What do you do with a high school student who has been through two cycles of American history and thinks a third cycle would just be boring and unfruitful? Well, I spice it up and make sure he dives deep!
I get his frustration. I really do. Over the years, we have followed a four-year history cycle – meaning by high school he has already completed two years of early American history and two years of modern American history. Because we typically learned via unit studies in the earlier years with lots of informational literature & historical fiction and several fabulous history field trips, he has already learned A LOT of American history.
Rather than do a third cycle rinse and repeat, when high school rolls around we do a third cycle deep dive. That means I expect my children to already know the basics of each era/period/event of history, so their assignments take on new purposes.
- We spend more time analyzing events – their causes and impacts.
- We spend more time comparing events.
- We spend more time researching particular people and their shaping of events.
- We spend more time girding up our Christian worldview as it pertains to history.
- We spend more time reading opinionated articles and literature – then debating around the supper table.
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Chronological American History
While I could purchase a formal history textbook and be done with it, that’s just not our style. However, I still very much need something to keep us on track chronologically and to make sure I don’t miss any historical high points. I found the perfect book to give us the freedom we crave and the stability we need!
The Children’s Encyclopedia of American History by DK Publishing begins with early American explorers and ends with events as late as 2014. Eighteen chapters (320 pages!) cover all the eras of American history with great detail, lots of images & maps, and timelines. It’s chronological American history at its finest!
Using a Spine Book to Facilitate Learning
This book has become our American history spine. It keeps us on track, yet gives us plenty of room to linger on an era or take rabbit trails. The text can also inspire wonderful assignments. Let me explain with several examples…
Examples from chapters we’ve already done:
After reading the chapter Exploration and Conquest, I asked Caleb to recreate the map of major explorations from the book. Then, I asked him to research and write a paper on the explorer who seemed most interesting. After that, I asked him to research the effects exploration (and eventually settlement) had on people who were native to America. We discussed and debated a bit around the supper table.
After reading the chapter about the Revolutionary War and the formation of a new nation, we took a break to go through David Barton’s American Heritage DVD lessons and these study questions. The DVD lessons took us about a month. That was time “off” of textbook studies, but still time very well spent. His final project was to write a speech about the discrepencies in modern history books.
Examples of things churning in my mind for later chapters:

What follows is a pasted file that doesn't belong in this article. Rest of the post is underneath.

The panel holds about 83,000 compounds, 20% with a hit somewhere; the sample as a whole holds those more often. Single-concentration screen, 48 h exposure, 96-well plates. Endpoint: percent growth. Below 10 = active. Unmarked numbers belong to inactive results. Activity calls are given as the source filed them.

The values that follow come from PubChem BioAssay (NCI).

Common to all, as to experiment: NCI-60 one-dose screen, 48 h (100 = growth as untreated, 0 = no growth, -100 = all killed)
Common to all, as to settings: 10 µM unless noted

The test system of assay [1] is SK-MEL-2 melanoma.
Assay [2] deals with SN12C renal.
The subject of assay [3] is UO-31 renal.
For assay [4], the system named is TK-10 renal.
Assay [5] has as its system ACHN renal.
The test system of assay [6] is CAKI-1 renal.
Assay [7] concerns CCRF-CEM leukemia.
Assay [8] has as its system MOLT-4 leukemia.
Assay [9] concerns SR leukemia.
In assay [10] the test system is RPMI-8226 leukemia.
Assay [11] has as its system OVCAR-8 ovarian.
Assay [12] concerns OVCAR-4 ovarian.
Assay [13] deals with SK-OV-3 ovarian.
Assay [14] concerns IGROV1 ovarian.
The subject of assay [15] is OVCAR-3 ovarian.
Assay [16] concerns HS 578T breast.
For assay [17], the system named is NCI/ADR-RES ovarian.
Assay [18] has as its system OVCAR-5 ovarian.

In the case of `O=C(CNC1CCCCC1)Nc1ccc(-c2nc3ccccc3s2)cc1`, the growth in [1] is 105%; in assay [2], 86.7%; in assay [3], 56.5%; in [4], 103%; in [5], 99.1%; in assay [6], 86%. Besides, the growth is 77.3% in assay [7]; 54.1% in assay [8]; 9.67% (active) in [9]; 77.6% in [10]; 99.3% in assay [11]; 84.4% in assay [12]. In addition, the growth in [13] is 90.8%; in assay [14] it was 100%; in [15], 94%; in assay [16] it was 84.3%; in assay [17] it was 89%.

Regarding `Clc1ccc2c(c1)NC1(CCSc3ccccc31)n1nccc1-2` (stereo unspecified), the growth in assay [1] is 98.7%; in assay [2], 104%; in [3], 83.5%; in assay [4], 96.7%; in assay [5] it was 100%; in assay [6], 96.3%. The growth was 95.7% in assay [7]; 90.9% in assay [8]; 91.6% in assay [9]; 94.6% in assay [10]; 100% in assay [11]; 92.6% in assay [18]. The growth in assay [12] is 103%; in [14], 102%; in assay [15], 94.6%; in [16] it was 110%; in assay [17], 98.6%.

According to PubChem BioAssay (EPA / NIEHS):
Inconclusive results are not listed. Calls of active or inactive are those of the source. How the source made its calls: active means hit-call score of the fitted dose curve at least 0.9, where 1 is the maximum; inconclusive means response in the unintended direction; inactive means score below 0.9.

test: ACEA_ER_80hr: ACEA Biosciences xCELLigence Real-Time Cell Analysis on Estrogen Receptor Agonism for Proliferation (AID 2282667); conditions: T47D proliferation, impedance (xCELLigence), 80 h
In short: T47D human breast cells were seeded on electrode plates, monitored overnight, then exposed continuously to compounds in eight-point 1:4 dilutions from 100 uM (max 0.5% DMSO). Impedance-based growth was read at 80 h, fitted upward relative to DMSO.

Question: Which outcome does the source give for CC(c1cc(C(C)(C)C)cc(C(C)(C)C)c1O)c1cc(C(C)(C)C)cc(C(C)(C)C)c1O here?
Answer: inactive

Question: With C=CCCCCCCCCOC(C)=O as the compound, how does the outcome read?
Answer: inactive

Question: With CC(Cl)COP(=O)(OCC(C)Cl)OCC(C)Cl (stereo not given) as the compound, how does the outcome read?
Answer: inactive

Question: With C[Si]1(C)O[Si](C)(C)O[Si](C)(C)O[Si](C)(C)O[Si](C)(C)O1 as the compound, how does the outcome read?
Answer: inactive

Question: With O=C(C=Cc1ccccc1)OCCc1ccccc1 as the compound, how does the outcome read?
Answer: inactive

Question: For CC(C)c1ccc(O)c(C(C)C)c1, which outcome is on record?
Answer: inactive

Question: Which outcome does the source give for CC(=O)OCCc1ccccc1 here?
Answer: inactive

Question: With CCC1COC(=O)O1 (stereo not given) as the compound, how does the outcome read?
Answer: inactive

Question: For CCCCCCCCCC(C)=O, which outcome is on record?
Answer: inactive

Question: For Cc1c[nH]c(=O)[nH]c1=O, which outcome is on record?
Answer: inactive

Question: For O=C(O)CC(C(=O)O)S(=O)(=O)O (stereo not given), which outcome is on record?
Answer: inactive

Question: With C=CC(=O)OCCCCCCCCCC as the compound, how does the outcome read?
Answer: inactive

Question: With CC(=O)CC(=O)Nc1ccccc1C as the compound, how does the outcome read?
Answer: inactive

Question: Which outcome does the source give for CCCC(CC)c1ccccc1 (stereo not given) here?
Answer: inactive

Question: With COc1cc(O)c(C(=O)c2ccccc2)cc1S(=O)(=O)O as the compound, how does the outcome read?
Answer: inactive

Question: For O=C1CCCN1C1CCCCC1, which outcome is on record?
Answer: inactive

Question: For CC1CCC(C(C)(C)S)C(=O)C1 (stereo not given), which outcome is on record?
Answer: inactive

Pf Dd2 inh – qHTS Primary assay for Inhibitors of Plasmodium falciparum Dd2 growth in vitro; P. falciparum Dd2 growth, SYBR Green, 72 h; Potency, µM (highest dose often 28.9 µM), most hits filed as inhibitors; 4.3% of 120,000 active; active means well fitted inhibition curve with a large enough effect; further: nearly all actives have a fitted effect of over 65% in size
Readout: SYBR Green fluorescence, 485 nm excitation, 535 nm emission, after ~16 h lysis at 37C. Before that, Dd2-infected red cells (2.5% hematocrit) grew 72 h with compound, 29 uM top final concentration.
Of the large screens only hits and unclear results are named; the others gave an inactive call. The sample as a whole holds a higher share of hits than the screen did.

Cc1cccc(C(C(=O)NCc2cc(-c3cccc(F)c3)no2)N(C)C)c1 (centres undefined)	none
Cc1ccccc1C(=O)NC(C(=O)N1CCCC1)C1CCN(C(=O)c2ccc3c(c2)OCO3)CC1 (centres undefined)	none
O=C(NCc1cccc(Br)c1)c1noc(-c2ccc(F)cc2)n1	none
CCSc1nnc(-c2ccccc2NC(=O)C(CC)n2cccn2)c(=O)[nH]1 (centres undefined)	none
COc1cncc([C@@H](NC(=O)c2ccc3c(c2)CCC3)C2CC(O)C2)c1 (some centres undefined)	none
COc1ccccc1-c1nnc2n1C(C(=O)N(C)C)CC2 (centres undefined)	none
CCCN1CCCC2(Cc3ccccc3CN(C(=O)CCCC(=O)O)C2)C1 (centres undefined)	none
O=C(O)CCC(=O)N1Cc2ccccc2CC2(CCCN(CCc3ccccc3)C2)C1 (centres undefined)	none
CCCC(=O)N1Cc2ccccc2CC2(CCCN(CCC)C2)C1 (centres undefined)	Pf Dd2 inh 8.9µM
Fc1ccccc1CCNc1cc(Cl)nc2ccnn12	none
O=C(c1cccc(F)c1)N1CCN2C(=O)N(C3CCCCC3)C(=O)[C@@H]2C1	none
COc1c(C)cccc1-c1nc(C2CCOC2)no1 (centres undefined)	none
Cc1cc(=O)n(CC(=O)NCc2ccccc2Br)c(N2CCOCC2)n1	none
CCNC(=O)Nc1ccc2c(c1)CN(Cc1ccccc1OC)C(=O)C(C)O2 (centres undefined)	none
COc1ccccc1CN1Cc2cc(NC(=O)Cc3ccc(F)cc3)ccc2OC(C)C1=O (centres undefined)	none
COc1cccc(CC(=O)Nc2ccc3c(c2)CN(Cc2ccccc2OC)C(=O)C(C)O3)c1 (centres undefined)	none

While reading the chapter about WWII, he will likely become interested in the evil behind Hitler and the concentration camps. (I know this from his extreme interest during our last cycle.) I’ll likely ask him to study more via the internet and library books, focusing particularly on Hitler and his actions through a Christian worldview. He will be expected to facilitate discussions about his findings and create a Power Point presentation.
While reading the chapter about the Cold War, I’ll likely ask him to complete the Cold War Notepack (a notebooking curriculum which entails research) from In the Hands of a Child.
Neither of these future events may happen. Honestly, we’ll see how each new chapter unfolds and go from there.
I hope you can see that the spine, as amazing as it is, acts as a springboard for diving deeper. Our lessons aren’t necessarily planned far ahead of time because they grow organically from the lessons, my son’s interests, and other fabulous materials I already have on hand (like the notepack.)
We will take two years to go through the entirety of American History using the encyclopedia as our spine. I’ll make sure that each chapter is followed with at least one good-sized project – research-based, notepack, etc. And, of course, great historical fiction and/or living biographies are part of any good homeschool course!
Thorough Learning is the Goal
Teaching a high school course in this “organic” way may scare the wits out of you. How can Cindy NOT have a full plan in place and just let a high school course “happen”??!! Look at it this way…the course is planned. We will move from chapter to chapter in the encyclopedia until we get to the end. If that’s the only thing we do, well, there’s a lot of learning that will have taken place.
However, because I’m making sure at least one (usually more) project is completed having to do with that chapter, I know lots more learning is happening. I can let my son’s interests dictate the direction of the project(s) because I know nothing major will have been left out since every page of the spine was read. It’s project-based learning with a great safety net!
How do you teach high school history?
Have you ever used project-based learning in your homeschool?
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